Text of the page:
Which brings me back to why I haven't been blogging: The food we've been eating for the past fours months has been fresh, organic, local, all those good things, and . . .

Very Plain.

Very Simple.

Barely blogworthy in my estimation, compared to what I have done in the past.

Recently though I've made a few dishes that have more pizazz, more oompf, and found that they haven't had any adverse affects on me. Of course, I wouldn't pig out on the ice cream I'm about to show you, and, on the whole, I still eat mostly fruits and vegetables, occasionally brown rice or a potato, but I'm finally settling into a comfortable niche and am ready to offer up my repertoire.

If you have an aversion to Splenda, you can always use sugar, but you won't see sugar here. I use so little sweetening for anything these days, preferring the sweet taste that fruits and vegetables can impart, that the amount of Splenda I do use is minimal.

Thank you for indulging me. Now you can have dessert.

There are so many things to like about this recipe: Organic dried Bing cherries; no added sugar, just five small packets of Splenda, allowing the tang of the yogurt to shine through; and possibly best of all, no cooking (no custard making) which allows it to be ready to serve in just a few hours and allows you to adjust for the sweetness at any time.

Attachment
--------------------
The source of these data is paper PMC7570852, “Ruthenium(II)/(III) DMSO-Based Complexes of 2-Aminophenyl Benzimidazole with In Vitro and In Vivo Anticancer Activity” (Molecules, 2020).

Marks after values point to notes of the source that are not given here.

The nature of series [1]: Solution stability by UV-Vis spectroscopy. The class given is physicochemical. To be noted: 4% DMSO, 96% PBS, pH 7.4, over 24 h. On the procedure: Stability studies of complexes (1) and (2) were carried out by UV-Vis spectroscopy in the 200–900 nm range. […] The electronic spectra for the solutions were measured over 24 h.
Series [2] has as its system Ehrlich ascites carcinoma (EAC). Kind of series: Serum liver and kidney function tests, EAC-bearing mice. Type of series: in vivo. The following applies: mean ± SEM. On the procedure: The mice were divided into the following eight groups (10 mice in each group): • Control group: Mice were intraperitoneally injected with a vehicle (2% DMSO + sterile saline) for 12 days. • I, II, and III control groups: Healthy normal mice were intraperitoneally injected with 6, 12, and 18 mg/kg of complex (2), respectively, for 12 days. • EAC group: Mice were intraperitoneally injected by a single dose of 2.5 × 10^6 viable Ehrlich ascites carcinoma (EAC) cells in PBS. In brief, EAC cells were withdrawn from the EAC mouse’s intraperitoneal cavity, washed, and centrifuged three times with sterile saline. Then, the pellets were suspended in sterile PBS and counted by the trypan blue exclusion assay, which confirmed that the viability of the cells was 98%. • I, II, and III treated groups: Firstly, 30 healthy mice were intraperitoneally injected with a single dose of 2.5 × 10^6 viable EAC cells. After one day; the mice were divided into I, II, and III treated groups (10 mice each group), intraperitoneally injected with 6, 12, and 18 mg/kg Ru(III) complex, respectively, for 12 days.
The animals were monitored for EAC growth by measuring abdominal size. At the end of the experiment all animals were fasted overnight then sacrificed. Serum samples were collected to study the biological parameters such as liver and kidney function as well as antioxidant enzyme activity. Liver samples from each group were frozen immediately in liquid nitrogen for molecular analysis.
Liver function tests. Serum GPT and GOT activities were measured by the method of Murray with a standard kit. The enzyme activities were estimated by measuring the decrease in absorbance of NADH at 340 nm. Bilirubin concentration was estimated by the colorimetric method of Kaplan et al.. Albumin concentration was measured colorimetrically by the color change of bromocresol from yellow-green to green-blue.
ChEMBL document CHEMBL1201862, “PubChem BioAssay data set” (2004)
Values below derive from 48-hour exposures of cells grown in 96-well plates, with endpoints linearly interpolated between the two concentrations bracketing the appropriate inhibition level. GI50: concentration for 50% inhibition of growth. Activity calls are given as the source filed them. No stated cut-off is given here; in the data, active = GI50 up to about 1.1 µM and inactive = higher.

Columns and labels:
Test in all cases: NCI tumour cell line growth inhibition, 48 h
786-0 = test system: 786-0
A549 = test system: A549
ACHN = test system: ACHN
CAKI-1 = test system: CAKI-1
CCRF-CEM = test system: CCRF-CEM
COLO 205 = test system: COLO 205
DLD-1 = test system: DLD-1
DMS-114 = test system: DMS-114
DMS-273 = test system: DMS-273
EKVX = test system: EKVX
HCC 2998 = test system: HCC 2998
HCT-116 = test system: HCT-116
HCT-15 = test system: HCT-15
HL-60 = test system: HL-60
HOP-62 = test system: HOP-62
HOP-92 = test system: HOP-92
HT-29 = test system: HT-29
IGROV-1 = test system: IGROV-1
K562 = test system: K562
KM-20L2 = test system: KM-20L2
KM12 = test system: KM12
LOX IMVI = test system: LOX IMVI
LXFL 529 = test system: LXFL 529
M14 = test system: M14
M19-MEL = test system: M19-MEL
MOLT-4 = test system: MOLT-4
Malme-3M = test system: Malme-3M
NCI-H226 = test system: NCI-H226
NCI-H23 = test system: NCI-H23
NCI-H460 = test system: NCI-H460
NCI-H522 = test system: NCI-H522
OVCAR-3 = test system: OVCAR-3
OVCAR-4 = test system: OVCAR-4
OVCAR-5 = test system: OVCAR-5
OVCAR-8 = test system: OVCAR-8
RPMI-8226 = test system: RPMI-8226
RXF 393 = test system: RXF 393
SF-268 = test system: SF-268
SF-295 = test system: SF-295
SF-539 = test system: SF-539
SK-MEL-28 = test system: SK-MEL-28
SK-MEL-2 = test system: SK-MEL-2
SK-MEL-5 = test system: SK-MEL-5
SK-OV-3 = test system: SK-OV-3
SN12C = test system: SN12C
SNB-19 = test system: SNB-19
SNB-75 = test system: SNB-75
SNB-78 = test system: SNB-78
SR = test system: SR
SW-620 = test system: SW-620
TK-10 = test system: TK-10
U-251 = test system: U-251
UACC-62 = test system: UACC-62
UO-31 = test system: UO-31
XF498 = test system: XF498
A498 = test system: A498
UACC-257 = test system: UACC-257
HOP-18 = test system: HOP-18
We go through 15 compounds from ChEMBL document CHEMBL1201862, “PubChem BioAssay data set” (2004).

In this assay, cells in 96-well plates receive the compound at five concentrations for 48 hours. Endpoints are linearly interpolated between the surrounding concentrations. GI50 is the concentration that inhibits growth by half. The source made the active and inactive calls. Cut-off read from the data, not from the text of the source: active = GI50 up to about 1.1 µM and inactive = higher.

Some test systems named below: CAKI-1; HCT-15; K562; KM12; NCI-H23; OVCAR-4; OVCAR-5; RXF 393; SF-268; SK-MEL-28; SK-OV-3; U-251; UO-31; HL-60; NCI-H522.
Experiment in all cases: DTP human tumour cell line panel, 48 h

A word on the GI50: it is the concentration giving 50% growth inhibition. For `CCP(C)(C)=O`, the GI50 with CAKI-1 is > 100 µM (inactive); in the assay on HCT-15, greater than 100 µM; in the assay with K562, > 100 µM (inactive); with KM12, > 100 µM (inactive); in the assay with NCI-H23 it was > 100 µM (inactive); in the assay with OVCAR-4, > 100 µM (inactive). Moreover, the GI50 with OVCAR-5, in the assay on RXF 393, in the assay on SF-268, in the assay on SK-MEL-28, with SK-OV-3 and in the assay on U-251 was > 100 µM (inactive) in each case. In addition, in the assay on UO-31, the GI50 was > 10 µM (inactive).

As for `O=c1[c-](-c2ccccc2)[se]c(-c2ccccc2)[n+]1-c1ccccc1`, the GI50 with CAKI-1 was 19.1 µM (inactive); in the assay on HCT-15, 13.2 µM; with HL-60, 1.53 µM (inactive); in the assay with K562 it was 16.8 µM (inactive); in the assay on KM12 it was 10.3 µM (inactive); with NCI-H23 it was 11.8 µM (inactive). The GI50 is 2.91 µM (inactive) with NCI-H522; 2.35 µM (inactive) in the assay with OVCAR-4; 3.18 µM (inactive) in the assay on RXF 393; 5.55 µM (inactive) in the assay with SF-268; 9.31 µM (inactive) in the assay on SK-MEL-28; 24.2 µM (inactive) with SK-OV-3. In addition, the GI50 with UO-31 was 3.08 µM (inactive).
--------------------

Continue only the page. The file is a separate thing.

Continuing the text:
One more thing: this ice cream is best when served right out of the machine. It can be placed in the freezer, but loses its creamy texture in the process.

Before you begin making the ice cream, you must drain the excess liquid from the yogurt and soak the cherries for several hours. Here's how.
Dampen and wring out a piece of cheesecloth large enough to hang over the sides of a large strainer.
Line the strainer with the cheesecloth and set it over a large measuring cup or bowl.
Spoon the yogurt into the cheesecloth and place the whole thing into the fridge for several hours.